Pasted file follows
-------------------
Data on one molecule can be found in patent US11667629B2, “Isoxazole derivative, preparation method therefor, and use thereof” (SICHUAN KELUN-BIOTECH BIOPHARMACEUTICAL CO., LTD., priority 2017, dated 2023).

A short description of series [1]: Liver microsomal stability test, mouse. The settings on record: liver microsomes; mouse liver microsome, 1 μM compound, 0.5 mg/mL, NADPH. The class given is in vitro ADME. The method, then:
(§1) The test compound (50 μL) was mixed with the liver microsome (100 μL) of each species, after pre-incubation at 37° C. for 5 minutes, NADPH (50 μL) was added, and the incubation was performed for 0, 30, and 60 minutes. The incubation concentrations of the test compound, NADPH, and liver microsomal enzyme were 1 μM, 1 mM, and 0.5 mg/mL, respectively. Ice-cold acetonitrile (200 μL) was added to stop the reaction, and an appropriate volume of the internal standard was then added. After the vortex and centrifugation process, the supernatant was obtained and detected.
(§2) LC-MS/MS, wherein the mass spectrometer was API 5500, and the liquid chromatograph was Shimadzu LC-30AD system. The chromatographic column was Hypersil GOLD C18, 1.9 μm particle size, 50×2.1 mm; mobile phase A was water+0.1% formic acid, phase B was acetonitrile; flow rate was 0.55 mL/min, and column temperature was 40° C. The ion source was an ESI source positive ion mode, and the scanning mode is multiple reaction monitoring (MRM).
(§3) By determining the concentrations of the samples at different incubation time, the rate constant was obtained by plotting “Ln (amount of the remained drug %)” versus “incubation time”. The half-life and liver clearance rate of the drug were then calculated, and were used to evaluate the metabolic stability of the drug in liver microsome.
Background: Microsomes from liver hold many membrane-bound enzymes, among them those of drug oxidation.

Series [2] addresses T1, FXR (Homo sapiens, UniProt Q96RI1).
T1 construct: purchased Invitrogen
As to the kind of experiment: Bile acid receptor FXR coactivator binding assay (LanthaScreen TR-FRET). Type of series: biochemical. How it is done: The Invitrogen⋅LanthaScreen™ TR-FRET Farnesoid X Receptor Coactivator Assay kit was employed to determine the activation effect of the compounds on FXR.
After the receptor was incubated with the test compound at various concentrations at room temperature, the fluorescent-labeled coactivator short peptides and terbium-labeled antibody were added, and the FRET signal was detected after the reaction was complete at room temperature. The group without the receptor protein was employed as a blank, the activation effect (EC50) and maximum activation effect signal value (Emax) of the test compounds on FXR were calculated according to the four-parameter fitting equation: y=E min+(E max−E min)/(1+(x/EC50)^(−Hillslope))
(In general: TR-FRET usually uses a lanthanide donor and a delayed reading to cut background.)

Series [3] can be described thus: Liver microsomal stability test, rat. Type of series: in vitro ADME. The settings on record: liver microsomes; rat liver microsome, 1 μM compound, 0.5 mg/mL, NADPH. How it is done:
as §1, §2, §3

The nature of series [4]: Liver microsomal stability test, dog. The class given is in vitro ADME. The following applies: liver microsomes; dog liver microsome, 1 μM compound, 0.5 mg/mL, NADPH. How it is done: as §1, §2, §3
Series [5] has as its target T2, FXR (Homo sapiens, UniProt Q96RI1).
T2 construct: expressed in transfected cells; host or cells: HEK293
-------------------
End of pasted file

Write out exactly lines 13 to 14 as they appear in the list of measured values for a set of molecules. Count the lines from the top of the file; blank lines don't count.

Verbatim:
as §1, §2, §3

The nature of series [4]: Liver microsomal stability test, dog. The class given is in vitro ADME. The following applies: liver microsomes; dog liver microsome, 1 μM compound, 0.5 mg/mL, NADPH. How it is done: as §1, §2, §3